Sarah, unaware of his turbulent emotions, was resting her head lightly against the chain on her left, shifting closer to him.

He stared at her, feeling that pang again, that he had never felt before her. It took him several seconds to see it for what it was:

Regret.

She turned her head to him, her dark hair a curtain that moved to reveal her ivory skin for his viewing pleasure. She smiled at him.

"Do you mind if I say I like you?"

He blinked, barely recovering his cool persona. "No. Why should I?" After a few seconds he roused himself to play his part more suavely. "I like you." He returned her smile out of habit, for it wouldn't do, for his pride's sake, to earn her distrust a second time.

A second time...

"Do you live far from here?" she asked.

"Hmm?" he hummed at her, trying to re-capture his train of thought. Second time...second...chance?

She repeated herself, and he fabricated a story with hardly any effort, half of his mind mulling over the tantalizing wisp of a notion that was flitting about in his subconcious, touching the surface of his conscious mind.

"...Not very far at all," she was pointing out. "Do you want to meet up at school on Monday?"

Time stood still as he contemplated the option before him.

She liked him.

This persona was but a part of him, stripped of his defensive arrogance and the pride a king must bear. Quieter, yes, but everyone had many facets to their personality.

How much more of his would she like if she but gave him a chance?

He heard himself agreeing to her plans. Felt the deep satisfaction she was willingly pairing herself with him, the faintly smug smile on his face that crept over his lips as she looked at him so happily.

His ego was slightly miffed that she hadn't responded to him so well before, but then, she'd been ignorant of his true appeal. When her defenses were down, and he coaxed her gently, it took barely anything at all to attract her.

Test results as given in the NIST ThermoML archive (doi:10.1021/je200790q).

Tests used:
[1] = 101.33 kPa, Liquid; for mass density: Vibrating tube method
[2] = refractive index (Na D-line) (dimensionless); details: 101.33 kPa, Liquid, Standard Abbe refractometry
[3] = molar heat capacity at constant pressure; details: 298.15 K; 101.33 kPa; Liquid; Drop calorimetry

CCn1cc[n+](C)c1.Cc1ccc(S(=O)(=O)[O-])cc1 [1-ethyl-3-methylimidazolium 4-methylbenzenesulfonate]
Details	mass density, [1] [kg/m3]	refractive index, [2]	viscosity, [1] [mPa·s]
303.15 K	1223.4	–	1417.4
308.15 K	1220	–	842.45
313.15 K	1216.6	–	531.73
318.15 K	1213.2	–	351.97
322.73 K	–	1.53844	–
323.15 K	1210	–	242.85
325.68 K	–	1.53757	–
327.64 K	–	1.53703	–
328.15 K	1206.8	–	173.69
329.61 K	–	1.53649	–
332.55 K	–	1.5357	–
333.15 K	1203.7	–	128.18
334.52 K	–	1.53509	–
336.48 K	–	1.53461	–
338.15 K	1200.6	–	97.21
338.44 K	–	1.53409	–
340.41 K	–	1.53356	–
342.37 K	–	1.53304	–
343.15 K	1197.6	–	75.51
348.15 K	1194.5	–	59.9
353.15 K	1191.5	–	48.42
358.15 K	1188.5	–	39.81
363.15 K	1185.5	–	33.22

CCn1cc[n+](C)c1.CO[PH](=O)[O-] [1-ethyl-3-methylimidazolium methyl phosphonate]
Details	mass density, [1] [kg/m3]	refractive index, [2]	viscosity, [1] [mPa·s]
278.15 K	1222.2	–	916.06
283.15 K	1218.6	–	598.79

"You're so different," she murmured, reaching out her hand. He touched his fingertips to hers, laced his fingers through her own gently.

'In every way,' he agreed silently.

She was smiling at the sky now. "You know, it's pretty rare to see an actual blue moon. About as rare as finding a guy who doesn't have only one thing on his mind," she added playfully, raising her brows at him before shyly looking away.

He laughed, enjoying the movements of her lips. She squeezed his hand gently. "Once in a blue moon," he mused aloud.

"Yes," she whispered back.

Once in a blue moon did you get a second chance with a mortal.

.

"I know," Sarah said apologetically. She pressed the cell to her ear with her shoulder, rummaging through her dresser drawer for a moment, then slamming it shut with a disgusted sigh. "I totally abandoned you. I'm sorry. But it wasn't really my scene." She didn't add that she was surprised Marina had even noticed her absence. The girl had been positively giddy to be invited to Derek Hasley's party, and had consumed way too much beer. But Marina had shrugged off Sarah's concern and slipped away with a guy she'd never met before, leaving Sarah trapped with Josh. He'd been making her his personal challenge ever since the day she off-handedly ignored his habitual flirtation.